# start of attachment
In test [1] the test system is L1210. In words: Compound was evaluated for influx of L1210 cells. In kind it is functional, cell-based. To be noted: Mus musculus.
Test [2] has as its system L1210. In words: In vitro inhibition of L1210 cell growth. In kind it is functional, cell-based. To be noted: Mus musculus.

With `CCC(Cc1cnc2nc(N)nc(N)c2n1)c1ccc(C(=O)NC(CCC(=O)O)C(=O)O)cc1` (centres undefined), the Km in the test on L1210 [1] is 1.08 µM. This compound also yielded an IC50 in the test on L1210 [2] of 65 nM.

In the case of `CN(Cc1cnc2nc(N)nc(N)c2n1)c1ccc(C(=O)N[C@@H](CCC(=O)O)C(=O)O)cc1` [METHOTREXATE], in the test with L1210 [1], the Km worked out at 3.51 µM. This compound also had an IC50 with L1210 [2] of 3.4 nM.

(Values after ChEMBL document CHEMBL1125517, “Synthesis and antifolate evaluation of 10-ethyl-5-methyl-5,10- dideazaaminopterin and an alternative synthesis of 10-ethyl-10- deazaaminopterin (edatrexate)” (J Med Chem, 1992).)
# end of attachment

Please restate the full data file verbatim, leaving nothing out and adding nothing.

In test [1] the test system is L1210. In words: Compound was evaluated for influx of L1210 cells. In kind it is functional, cell-based. To be noted: Mus musculus.
Test [2] has as its system L1210. In words: In vitro inhibition of L1210 cell growth. In kind it is functional, cell-based. To be noted: Mus musculus.

With `CCC(Cc1cnc2nc(N)nc(N)c2n1)c1ccc(C(=O)NC(CCC(=O)O)C(=O)O)cc1` (centres undefined), the Km in the test on L1210 [1] is 1.08 µM. This compound also yielded an IC50 in the test on L1210 [2] of 65 nM.

In the case of `CN(Cc1cnc2nc(N)nc(N)c2n1)c1ccc(C(=O)N[C@@H](CCC(=O)O)C(=O)O)cc1` [METHOTREXATE], in the test with L1210 [1], the Km worked out at 3.51 µM. This compound also had an IC50 with L1210 [2] of 3.4 nM.

(Values after ChEMBL document CHEMBL1125517, “Synthesis and antifolate evaluation of 10-ethyl-5-methyl-5,10- dideazaaminopterin and an alternative synthesis of 10-ethyl-10- deazaaminopterin (edatrexate)” (J Med Chem, 1992).)